Tips to Cutting Your Cat’s Nails – Timing and Treats Help!
27 October, 2014
Our cats are inherently scratchers. They love to stretch, stick out those claws and scratch anything they can! We love to keep our furniture and skin intact, so it’s important to trim your cat’s nails every few weeks. As our cats get older, their nails thicken and they aren’t at sharp as when they were kittens. Since we cat owners know that declawing is NOT an option, here are some tips to help you trim your cat’s nails.
We know our kitties hate getting their nails trimmed, but with the correct tools, patience and practice, you can learn how to cut your cat’s nails quickly and efficiently. The key is to take your time, bring treats, and perhaps even someone to help you. Obviously, you don’t want to trim your cat if he or she is in ‘hyper mode’. The best time to trim a cat’s nails is right after he or she has woken up and is groggy.
Choosing the correct cat trimmers
There are plenty of tools available to trim a cat’s claws; use the one that works best for you and your pet. Some people prefer a special pair of scissors modified to hold a cat’s claw in place, others prefer human nail clippers, and still others choose pliers-like clippers or those with a sliding “guillotine” blade. Whatever your tool of choice, be sure the blade remains sharp; the blunt pressure from dull blades may hurt an animal and cause a nail to split or bleed. Keep something to stop bleeding, such as styptic powder, cornstarch, or a dry bar of soap (to rub the bleeding nail across), nearby.
Approach your kitty slowly while ‘hiding’ your trimmers
If you approach your kitty with a sharp object in one hand while trying to grab his or her paw with the other, odds are you’ll come up empty-handed. Because cats’ temperaments and dispositions vary greatly, there is no “perfect” way to handle your kitty while trimming his claws. You know best what your kitty prefers.
Time for a trim!
Some cats do well with no restraint at all, but most cats need to be held firmly but gently to make sure that no one gets hurt. Try taking your kitty in the crook of one arm while holding one paw with the other hand. Or, you can put your cat on your lap and lift one paw at a time. You may even be able to convince a particularly sociable cat to lie back in your lap.
Trimming your nails sometimes takes two people
If you’ve got a helper, ask your friend or family member to hold your kitty while you clip his or her nails, or just ask him to scratch your cat’s favorite spot or offer up a special treat while you do the trimming. The goal is to keep your kitty in place and still for as long as you can while you go at it!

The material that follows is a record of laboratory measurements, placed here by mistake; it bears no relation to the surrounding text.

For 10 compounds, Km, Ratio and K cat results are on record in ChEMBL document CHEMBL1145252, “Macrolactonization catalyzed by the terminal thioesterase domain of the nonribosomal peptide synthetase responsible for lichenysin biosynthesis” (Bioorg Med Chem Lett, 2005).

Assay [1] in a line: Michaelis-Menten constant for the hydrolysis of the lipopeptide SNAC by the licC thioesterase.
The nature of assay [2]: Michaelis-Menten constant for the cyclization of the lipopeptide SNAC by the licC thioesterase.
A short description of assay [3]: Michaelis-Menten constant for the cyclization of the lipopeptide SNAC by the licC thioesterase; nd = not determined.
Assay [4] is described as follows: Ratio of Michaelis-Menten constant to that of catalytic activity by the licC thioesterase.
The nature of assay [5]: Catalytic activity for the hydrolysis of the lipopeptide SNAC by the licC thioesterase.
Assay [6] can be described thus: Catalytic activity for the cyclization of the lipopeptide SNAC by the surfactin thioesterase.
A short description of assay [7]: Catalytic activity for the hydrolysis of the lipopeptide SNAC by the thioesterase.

Take it one paw at a time
Now that you’re in position and your kitty is ready to go, it’s time to place your cat’s claw in the right position. Take your cat’s paw in your hand and use your thumb and pointer finger to gently press down on the top and bottom of the paw on the joint just behind the claw. This will cause the claw to extend so you can quickly but carefully snip off the sharp tip and no more.
Don’t get too close to the pink part of the nail called “the quick,” where blood vessels and nerve endings lie. Just like the pink part of a human fingernail, the quick is very sensitive; cutting into this area will likely cause bleeding and pain. If this happens, apply a little pressure to the very tip of the claw, dip the claw in a bit of styptic powder or cornstarch, and/or rub your nail across a dry bar of soap. Don’t continue if your cat is very angry, but keep an eye on him to be sure the bleeding stops.
You can get away with only cutting the front nails
It’s common to only cut the front claws, but take a look at your kitty’s rear claws just in case they’ve gotten too long or their sharp tips hurt you when your cat leaps on or off your lap. Since most cats fuss more about having their rear claws clipped, start with the front claws. (I have never clipped my Sammy’s back claws and never had an issue with them).
You might need more than one session to cut your cat’s nails
If you aren’t able to trim all ten nails at once, don’t worry. Few cats can stay still for more than a few minutes, so take what you can get and then be on the lookout for the next opportunity to cut your cat’s nails. ALWAYS praise your cat with love and/or treats after a cutting session so your kitty can start associating the process as a good thing that gets rewarded. As always, practice makes perfect and the more you try to cut your kitty’s nails, the easier it becomes for both of you.
If the process it too hard for you, it is advised to have your veterinarian cut your cat’s nails or you can also take your kitty to a professional groomer. Some cats don’t mind getting their nails cut, while others just won’t tolerate it. Either way, it is very important for your cat’s health and your furniture to keep your cat’s nails short.